Stakeholders Advocates Revamping of National Building Code

jude bellingham

Construction sector stakeholders, including the Nigeria Building and Road Research Institute (NBRRI) have called for the revamping of the National Building code to drive sustainable outcomes in building practices in the country.

The move, they noted, will address the spate of building collapse in the built sector, even as they stressed the need for real estate operators, developers, architects and construction experts to adhere to code of practice and use of standard materials to attain sustainability of building construction in Nigeria.

NIBRRI, on its part, disclosed that the National Building Code was long overdue for a complete update and overhaul while it stressed that a complete overhaul of the national building code will enforce stringent laws and policies and also address the menace of building collapse in the country.
The institute noted that the code of conduct is a guide enabling professionals in the built environment to do the right thing as expected and not to cut corners.Traveling across Quang Binh to stunning cinematic locations

Speaking on the recent spate of building collapse, director general and chief operating officer of NBRRI, Prof. Samson Duna said, the institute carried out a robust research on building collapse in Nigeria and the outcomes revealed that substandard materials, poor remuneration, poor supervision, lack of proper topography, absence of building and planning permit, corruption, soil texture, among others, contribute to collapse of building in the country.

He appealed to construction and industry workers to use materials that meet standard specifications in construction and follow the code of practice to achieve sustainability in the construction sector.

The director of NBRRI added that the code of practice covers construction, labour, material testing, machines and manpower, noting that construction workers should adhere to the standard requirements for the use of any materials in construction.

He, however, called for the laboratory testing of reinforcement to meet industry specification while stressing that if this is achieved, building collapse will be a thing of the past.

Similarly, the Lagos State Building Control Agency, (LASBCA) also buttressed the need to check incessant building collapse even as the building control agency vowed to publish the details of defective buildings with structural issues.

The director, Public Affairs, LASBCA, Olusegun Olaoye said, publishing the list of defective buildings in national dailies was to enlighten the building public and encourage occupants to vacate.

Olaoye was reacting to the trend of building collapse and steps taken by the government to improve urban planning and development control in the state.

He said: “First, we look at the causes of building collapse which we have identified to include but not limited to the use of non-professionals and quacks in the building and construction industries; use of substandard materials, non-adherence to building codes, old age of structures, among others.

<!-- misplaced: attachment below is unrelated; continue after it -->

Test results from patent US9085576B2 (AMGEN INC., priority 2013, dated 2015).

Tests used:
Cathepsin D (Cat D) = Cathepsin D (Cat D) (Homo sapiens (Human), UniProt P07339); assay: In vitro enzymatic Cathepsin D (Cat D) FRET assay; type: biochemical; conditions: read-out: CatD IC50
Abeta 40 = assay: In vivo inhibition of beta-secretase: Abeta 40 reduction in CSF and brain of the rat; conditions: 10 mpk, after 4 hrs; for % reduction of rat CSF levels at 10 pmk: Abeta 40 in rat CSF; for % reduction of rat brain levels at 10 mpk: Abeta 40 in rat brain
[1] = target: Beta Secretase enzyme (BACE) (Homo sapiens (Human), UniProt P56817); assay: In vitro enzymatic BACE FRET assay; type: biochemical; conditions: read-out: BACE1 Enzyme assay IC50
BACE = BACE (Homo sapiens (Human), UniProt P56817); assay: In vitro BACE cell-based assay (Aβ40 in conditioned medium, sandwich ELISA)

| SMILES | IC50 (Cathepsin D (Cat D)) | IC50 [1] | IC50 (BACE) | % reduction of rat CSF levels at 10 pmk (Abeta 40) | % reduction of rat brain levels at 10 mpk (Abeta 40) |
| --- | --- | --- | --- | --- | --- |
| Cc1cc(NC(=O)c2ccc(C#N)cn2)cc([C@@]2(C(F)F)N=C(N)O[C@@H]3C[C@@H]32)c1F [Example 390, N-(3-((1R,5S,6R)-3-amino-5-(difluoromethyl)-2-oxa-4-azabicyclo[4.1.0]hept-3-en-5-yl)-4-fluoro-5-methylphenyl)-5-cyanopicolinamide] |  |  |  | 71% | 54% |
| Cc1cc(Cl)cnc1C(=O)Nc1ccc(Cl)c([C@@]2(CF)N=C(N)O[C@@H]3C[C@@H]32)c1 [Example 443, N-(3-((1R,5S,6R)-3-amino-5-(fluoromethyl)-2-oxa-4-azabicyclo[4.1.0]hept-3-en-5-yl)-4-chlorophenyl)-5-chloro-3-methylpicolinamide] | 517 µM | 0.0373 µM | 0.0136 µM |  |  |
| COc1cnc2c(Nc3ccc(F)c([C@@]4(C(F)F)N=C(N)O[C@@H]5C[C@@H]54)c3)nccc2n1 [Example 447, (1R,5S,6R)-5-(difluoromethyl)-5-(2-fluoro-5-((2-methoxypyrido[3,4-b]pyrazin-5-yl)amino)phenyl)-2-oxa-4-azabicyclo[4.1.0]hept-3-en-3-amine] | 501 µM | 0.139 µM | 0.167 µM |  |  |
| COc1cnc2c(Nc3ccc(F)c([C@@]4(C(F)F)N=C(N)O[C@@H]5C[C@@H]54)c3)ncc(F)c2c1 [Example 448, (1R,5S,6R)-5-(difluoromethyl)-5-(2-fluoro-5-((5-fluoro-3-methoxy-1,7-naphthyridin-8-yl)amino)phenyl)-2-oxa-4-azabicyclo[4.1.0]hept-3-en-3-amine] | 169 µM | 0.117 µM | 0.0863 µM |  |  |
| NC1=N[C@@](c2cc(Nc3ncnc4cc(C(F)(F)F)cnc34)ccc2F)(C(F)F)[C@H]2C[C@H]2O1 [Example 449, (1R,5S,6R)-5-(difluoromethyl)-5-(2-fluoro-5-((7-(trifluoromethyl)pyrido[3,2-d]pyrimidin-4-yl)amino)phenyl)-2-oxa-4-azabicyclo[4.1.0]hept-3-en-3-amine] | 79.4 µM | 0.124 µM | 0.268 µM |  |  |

“To effectively curb the menace of building collapse, the state government, through the state building control agency, has strengthened its monitoring department to effectively monitor building construction in the state to ensure that standard materials are used by the building public.”

Also speaking, CEO of Ove Arup & Partners, Kunle Adebajo, called for the enactment and enforcement of stringent building codes to mandate the construction of safe and fit -for-purpose buildings. Adebajo said, this would also promote the use of sustainable alternatives where applicable, as the industry must drive home the importance of these codes.—&gpp_sid=-1&client=ca-pub-5228780540891921&output=html&h=280&adk=3908584181&adf=1202297604&pi=t.aa~a.2067693828~i.33~rp.4&w=758&abgtt=6&fwrn=4&fwrnh=100&lmt=1719905242&num_ads=1&rafmt=1&armr=3&sem=mc&pwprc=4671932670&ad_type=text_image&format=758×280&!4&btvi=1&fsb=1&dtd=1727

To him, “the ideal approach would involve a comprehensive revamping exercise, enabling state and local development control authorities to drive sustainable development more effectively. However, the reality of building practices within the country often shows a disregard for these existing codes.”

On her part, the head, Architect Department, West African Ceramics Limited, Amaka Onyiuke, said it was important for the country to stop importing building materials produced locally, saying such practices would not support local content.

“If we keep importing from abroad, we keep supporting foreign economy to grow at the expense of our own economy. That means we will keep using foreign currency and continue destroying our products.


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